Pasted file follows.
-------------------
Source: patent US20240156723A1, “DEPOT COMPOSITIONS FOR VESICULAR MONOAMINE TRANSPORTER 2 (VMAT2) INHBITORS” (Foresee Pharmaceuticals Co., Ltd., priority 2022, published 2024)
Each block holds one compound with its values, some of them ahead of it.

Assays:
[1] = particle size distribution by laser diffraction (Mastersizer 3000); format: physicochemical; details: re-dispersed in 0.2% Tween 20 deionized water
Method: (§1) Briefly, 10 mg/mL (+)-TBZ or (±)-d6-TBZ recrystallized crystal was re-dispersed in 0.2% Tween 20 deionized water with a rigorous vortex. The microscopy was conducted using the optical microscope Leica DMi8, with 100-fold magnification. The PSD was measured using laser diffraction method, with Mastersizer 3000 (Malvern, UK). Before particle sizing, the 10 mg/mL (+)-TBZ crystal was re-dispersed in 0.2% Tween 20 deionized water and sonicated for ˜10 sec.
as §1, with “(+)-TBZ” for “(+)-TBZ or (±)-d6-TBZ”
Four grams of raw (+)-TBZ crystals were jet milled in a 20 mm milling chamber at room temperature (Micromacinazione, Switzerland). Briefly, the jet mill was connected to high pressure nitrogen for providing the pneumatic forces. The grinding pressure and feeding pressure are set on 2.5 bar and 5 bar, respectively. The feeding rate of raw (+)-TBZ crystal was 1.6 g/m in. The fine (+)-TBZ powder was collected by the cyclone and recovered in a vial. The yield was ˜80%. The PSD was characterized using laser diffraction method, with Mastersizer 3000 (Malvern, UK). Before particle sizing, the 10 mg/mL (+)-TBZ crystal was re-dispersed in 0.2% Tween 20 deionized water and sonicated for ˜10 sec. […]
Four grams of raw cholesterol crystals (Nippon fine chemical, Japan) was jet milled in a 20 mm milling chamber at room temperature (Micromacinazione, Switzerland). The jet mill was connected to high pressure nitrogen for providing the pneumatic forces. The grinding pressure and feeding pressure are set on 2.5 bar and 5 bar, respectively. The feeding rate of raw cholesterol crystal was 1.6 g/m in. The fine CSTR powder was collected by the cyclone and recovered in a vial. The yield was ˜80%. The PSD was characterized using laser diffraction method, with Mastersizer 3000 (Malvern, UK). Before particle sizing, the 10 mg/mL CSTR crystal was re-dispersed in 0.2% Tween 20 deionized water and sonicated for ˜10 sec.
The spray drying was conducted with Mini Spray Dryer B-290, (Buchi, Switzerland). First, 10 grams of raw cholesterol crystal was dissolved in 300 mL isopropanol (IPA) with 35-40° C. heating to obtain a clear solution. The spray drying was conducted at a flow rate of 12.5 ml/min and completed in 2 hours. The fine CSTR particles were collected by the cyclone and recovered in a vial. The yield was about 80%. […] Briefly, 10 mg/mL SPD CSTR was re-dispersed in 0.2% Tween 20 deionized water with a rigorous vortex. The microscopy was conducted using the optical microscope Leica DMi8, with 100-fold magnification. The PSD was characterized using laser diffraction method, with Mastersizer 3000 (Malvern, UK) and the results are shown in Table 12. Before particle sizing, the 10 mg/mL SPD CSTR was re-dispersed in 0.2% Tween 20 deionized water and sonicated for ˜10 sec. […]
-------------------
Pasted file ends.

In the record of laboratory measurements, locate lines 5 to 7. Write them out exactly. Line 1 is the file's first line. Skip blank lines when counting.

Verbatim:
Method: (§1) Briefly, 10 mg/mL (+)-TBZ or (±)-d6-TBZ recrystallized crystal was re-dispersed in 0.2% Tween 20 deionized water with a rigorous vortex. The microscopy was conducted using the optical microscope Leica DMi8, with 100-fold magnification. The PSD was measured using laser diffraction method, with Mastersizer 3000 (Malvern, UK). Before particle sizing, the 10 mg/mL (+)-TBZ crystal was re-dispersed in 0.2% Tween 20 deionized water and sonicated for ˜10 sec.
as §1, with “(+)-TBZ” for “(+)-TBZ or (±)-d6-TBZ”
Four grams of raw (+)-TBZ crystals were jet milled in a 20 mm milling chamber at room temperature (Micromacinazione, Switzerland). Briefly, the jet mill was connected to high pressure nitrogen for providing the pneumatic forces. The grinding pressure and feeding pressure are set on 2.5 bar and 5 bar, respectively. The feeding rate of raw (+)-TBZ crystal was 1.6 g/m in. The fine (+)-TBZ powder was collected by the cyclone and recovered in a vial. The yield was ˜80%. The PSD was characterized using laser diffraction method, with Mastersizer 3000 (Malvern, UK). Before particle sizing, the 10 mg/mL (+)-TBZ crystal was re-dispersed in 0.2% Tween 20 deionized water and sonicated for ˜10 sec. […]